Scroll to top
© Optimize Consulting Inc. | All Rights Reserved


Optimize Blog - September 16, 2011 - 0 comments

A couple of weeks after the news that Blockbuster Canada’s remaining stores are set to close, the media story is moving on to the inevitable loss of jobs and the imminent availability of large amounts of commercial retail and office space.
It seems that each Blockbuster store employs an average of 10 people, meaning about 2,500 people could be out of work in addition to the 1,400 people who lost their jobs during the first round of store closures earlier this summer.

So what happened to this once dominant global player?  According to the Receiver last week “As a result of the significant changes in Blockbuster Canada Co.’s competitive landscape, the company’s ‘bricks and mortar’ business model has experienced significant challenges over the last few years, largely due to the proliferation of various alternatives available to media consumers in Canada.”
By way of background, in May this year Blockbuster Canada was placed into receivership by an Ontario court as a result of a combined US$70 million claim made by a number of movie distributors, including the Hollywood studios that provide its DVDs.
Previously the Canadian operations had acted as a guarantor for Blockbuster’s U.S. business, which filed for Chapter 11 bankruptcy protection in September 2010, while it attempted to restructure its debt.  This seemingly last-gasp action was aimed at reducing the company’s debt from circa $1bn to around $100 million, with the hope that it would enable the company to compete with rivals; something that it had not been able to do in recent years.  Blockbuster U.S. was later sold to American satellite TV provider Dish Network Corp, who declined to buy the Canadian operation but left it to pay the bills.  Dish Network also pushed to prevent Blockbuster Canada from using the highly recognized brand name going forward.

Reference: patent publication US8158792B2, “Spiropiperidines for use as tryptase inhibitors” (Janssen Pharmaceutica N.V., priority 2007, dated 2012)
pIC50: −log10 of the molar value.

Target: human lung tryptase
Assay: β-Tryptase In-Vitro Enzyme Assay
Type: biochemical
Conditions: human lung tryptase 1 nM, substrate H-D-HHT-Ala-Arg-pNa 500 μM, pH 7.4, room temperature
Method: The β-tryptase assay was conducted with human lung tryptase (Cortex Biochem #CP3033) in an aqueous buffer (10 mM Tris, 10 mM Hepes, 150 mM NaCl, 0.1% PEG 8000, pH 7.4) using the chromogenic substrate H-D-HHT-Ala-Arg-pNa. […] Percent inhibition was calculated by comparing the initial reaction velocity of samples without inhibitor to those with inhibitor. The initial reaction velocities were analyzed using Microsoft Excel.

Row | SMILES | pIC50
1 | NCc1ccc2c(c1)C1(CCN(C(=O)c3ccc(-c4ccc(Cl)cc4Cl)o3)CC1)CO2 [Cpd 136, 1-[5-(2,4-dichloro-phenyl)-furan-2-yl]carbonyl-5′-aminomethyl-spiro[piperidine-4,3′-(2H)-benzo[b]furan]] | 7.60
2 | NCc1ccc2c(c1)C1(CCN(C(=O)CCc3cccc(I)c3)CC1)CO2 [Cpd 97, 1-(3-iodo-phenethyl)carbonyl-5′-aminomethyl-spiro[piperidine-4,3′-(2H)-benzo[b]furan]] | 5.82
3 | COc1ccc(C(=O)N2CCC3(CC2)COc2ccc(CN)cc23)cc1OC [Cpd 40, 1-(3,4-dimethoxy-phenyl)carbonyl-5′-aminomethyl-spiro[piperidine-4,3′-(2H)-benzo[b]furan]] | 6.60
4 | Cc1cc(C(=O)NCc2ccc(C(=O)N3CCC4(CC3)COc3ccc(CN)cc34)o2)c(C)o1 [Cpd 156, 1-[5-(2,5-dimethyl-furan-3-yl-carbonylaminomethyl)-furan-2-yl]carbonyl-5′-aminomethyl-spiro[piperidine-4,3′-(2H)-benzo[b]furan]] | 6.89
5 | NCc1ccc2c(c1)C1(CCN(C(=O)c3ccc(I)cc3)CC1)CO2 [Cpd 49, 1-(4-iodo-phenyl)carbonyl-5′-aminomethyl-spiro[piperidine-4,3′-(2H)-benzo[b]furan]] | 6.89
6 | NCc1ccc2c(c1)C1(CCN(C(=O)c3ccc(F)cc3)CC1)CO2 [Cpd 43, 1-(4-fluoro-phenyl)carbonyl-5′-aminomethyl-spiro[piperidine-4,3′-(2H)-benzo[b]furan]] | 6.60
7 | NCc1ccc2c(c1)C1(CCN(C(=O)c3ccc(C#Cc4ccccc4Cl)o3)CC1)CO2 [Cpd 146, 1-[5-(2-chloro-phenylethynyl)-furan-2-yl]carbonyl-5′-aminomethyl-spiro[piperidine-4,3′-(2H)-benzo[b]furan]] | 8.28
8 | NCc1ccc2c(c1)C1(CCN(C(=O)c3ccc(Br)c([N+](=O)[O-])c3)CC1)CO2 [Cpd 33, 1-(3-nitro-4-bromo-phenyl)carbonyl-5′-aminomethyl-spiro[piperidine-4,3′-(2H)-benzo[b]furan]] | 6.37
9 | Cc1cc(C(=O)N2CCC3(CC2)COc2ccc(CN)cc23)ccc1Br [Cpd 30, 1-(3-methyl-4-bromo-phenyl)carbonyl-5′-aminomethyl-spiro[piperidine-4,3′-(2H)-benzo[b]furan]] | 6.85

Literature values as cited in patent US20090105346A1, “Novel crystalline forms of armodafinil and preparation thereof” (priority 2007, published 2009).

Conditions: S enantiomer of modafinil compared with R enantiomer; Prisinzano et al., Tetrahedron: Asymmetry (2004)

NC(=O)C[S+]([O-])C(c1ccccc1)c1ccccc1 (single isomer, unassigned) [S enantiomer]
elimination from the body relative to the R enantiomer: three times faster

It’s all a bit of a mess… but the reality is that Blockbuster had been struggling to stay relevant in a time of increasing digital movie downloads facilitated by the dramatic increase in internet accessibility together with an associated increase in data transfer speeds opened new channels to market.
It’s clear that the Internet and accelerated digital streaming are here to stay and, with ever faster download speeds, the user experience is set to improve even further.  At the same time there has been a fundamental shift in consumer preferences and expectations.
Rivals to Blockbuster, such as Netflix, quickly took advantage of these changes and stormed ahead as they harnessed the opportunities presented.  Blockbuster, on the other hand, struggled to service its debts and the resultant lack of liquidity led them to become increasingly inwardly focused as they fought to stay afloat. As a result, Blockbuster was forced into a turnaround position, reworking its strategy and attempting to differentiate itself from rivals as the only company to provide products across multiple delivery channels.
Our recent blog ‘Navigating Choppy Waters’ spoke about the increasing challenge of staying competitive in increasingly uncertain and rapidly changing economic conditions and detailed the ‘Top 5’ steps every company must take.  The Blockbuster example further demonstrates that in order to compete over the long term, companies must focus externally and on the surrounding business realities and not just internally.

Related posts

Post a Comment